Travel has become increasingly like a game of international Instagram bingo. We explore at breakneck speed to tick off as many must-see destinations as possible, before heading home tired, but with our camera roll full of the same obligatory snaps. Carl Honoré, one of the key thinkers of the slow living movement, summarises, “when we travel in roadrunner mode, we miss the small details that make each place thrilling and unique. We lose the joy of the journey. And at the end of it all, when every box on our To Do list has been checked, we return home even more exhausted than when we left.”
Widespread national lockdowns across the globe hinted at how we’d taken travel for granted. This obligatory period of slowness also brought the impact of our ‘roadrunner’ travel habits into sharp focus. Carbon emissions from flights fell across the world, while the canals of Venice became clear enough for fish to be seen for the first time in years. As we eagerly pack our bags again, slow travel is growing in popularity as an alternative, more meaningful and more conscious way of seeing the world.
What is Slow Travel?
Slow travel, part of the wider slow living movement, is not just a method or a means, it’s a mindset. It’s an approach to travel which replaces the desire to see as much as possible with the desire to experience everything as deeply as possible.
Slow travel means connecting with the local people, their cuisine, culture and way of living. It means supporting local businesses and veering off from the main tourists routes. Slow travel recognises that to really take in a new experience, we need to give ourselves time to process it. As novelist Pico Iyer writes in The Art of Stillness, “movement makes the richest sense when set within a frame of stillness.”
Slow travel isn’t new, but it has increased in popularity as more people become more mindful of how they want to live and the impact they are having on the environment around them.
…an approach to travel which replaces the desire to see as much as possible with the desire to experience everything as deeply as possible.
How to Embrace a Slower Way of Travelling
We’ve all heard the saying which explains how life’s about the journey, not the destination. A slow travel mindset considers the journey, just as much as the destination. It favours trains, walking, boats and bikes over planes, because these modes of transport allow travellers to better take in their surroundings. The shift to champion trains over planes is also an environmentally aware response to over tourism and a bid to lower carbon emissions.
Another cliché travel quote goes ‘not all those who wander are lost’. Exploring a destination by foot is one of the best ways to really experience it. Getting off the beaten track to explore where and how the locals really live can be a enriching part of your trip. You’re also likely to find restaurants that are catering to residents, rather than tourists. Do start walking with a sense of where not to wander to, however. For some areas, it may be best to take a local guide.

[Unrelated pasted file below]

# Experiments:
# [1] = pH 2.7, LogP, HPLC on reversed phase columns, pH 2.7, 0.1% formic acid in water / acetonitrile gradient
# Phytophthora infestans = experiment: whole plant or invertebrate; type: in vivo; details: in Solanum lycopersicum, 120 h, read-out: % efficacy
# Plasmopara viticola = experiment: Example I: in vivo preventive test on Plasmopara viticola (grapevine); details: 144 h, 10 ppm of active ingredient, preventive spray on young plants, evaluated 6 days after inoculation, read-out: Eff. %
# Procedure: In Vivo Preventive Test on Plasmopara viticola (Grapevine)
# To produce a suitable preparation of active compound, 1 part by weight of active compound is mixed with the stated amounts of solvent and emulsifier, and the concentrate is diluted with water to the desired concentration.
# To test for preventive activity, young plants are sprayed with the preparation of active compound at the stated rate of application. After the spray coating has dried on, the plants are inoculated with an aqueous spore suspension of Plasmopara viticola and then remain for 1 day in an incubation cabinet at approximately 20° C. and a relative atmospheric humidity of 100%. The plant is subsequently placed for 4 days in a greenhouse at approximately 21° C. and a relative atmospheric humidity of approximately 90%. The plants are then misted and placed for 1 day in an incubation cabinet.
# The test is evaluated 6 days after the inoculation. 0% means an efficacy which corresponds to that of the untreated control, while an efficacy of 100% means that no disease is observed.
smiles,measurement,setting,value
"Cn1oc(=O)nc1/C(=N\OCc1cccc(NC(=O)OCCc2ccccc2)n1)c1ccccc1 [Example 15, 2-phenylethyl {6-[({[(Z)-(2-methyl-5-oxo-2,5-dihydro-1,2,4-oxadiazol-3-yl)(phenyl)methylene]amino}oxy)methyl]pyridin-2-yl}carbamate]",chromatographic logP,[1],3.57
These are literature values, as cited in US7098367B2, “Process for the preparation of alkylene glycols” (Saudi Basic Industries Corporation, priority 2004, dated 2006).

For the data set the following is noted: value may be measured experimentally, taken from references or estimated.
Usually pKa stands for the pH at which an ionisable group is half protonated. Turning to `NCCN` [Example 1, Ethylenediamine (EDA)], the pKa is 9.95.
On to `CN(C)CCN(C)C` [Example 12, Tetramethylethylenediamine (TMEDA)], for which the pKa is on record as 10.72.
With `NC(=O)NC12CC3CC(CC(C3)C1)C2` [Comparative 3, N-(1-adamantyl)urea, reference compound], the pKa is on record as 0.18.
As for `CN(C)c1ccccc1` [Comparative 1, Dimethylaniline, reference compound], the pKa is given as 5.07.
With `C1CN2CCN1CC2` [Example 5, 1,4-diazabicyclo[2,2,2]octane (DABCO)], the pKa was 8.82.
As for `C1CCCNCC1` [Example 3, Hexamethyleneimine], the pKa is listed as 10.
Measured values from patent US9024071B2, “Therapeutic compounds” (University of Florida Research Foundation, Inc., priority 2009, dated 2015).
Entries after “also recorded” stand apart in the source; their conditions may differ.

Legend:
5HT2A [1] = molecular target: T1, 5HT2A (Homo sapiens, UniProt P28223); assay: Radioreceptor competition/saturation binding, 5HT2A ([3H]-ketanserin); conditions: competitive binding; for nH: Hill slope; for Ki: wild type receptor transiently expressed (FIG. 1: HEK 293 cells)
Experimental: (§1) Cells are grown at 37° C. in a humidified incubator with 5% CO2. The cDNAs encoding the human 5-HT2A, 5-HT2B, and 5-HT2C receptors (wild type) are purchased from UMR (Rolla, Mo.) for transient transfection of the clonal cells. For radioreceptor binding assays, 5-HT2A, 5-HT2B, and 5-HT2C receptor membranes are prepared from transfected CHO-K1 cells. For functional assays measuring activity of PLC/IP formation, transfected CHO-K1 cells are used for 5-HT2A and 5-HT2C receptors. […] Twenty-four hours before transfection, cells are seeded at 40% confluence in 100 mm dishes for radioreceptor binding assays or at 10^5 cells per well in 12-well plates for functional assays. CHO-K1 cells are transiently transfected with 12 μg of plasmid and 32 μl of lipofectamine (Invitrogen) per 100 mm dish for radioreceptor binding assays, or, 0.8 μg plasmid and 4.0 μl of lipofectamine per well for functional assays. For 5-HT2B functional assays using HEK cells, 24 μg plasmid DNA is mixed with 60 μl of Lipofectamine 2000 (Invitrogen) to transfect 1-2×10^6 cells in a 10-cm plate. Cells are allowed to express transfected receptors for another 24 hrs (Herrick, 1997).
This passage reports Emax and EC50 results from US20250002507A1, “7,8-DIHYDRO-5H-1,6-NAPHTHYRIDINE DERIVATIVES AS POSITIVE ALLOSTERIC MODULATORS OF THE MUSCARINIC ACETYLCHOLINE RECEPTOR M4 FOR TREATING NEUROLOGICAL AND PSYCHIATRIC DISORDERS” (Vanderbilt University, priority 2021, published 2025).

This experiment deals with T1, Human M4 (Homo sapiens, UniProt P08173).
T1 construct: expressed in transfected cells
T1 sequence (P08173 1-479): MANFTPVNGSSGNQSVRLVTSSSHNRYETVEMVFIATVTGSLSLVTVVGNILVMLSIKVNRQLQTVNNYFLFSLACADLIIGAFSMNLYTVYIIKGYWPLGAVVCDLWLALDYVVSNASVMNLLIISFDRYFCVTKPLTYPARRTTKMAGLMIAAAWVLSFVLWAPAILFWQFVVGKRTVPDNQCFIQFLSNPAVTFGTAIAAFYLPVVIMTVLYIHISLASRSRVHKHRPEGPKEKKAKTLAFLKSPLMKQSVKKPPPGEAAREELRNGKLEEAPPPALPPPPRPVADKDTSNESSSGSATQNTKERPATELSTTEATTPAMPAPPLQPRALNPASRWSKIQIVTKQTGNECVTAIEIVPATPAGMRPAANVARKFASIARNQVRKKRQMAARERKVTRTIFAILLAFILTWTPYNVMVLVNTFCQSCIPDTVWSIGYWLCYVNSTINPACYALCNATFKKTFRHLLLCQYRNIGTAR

We’ve often got our heads down inside a paper map or a smartphone app when we’re navigating. Slow travellers make time to look up, to notice the architecture or natural surroundings of where they are, not just where they’re headed.
Taking a slower approach to travel means seeing less, but experiencing places more deeply. To give yourself time to really connect with a destination, and travel using trains or slower modes of transport, you may want to stay away for longer. If extending a trip isn’t realistic or affordable, a slow travel mindset encourages trying to pack less in, allowing yourself to spend more time enjoying fewer locations.
Supporting local businesses, and particularly cherishing local and regional culinary traditions, is a key focus of the slow food movement, which ignited the wider slow movement. Sampling the authentic cuisine of a destination is an important part of slow travel, helping connect visitors to the locals, their land and their traditions.
As well as taking your time to experience a destination, you can connect more deeply by speaking to locals, or taking part in activities such as cooking or language classes. We also often travel because we need to press pause on busy schedules at home.
Connecting while travelling also means reconnecting with yourself and creating the necessary headspace you need to return home with a refreshed outlook. A holiday shouldn’t be the only time you slow down, though. Read our guide on how to slow down, or how to embrace moments of everyday deceleration, to create a sense of slowness at home, too
Why Travel Slow?
Slow travel boasts a range of advantages over traditional jam-packed holiday itineraries. Some of the benefits of slow travel can include:
- Returning home rested and revitalised
- Escaping your comfort zone
- Expanding your horizons and knowledge of other cultures first hand
- Contributing more to the local economy
- Making lasting, unique memories
- Reconnecting with yourself
- Reducing environmental impact
Adopting a slow travel mindset can also help you see your own surroundings with fresh eyes. In other words, the art of slow travel doesn’t mean to travel far, it just means to travel deeply.
More Reading on Slow Travel:
- Carl Honoré: In Praise of Slowness
- Pico Iyer: The Art of Stillness
- Penny Watson: Slow Travel: Reconnecting with the World at Your Own Pace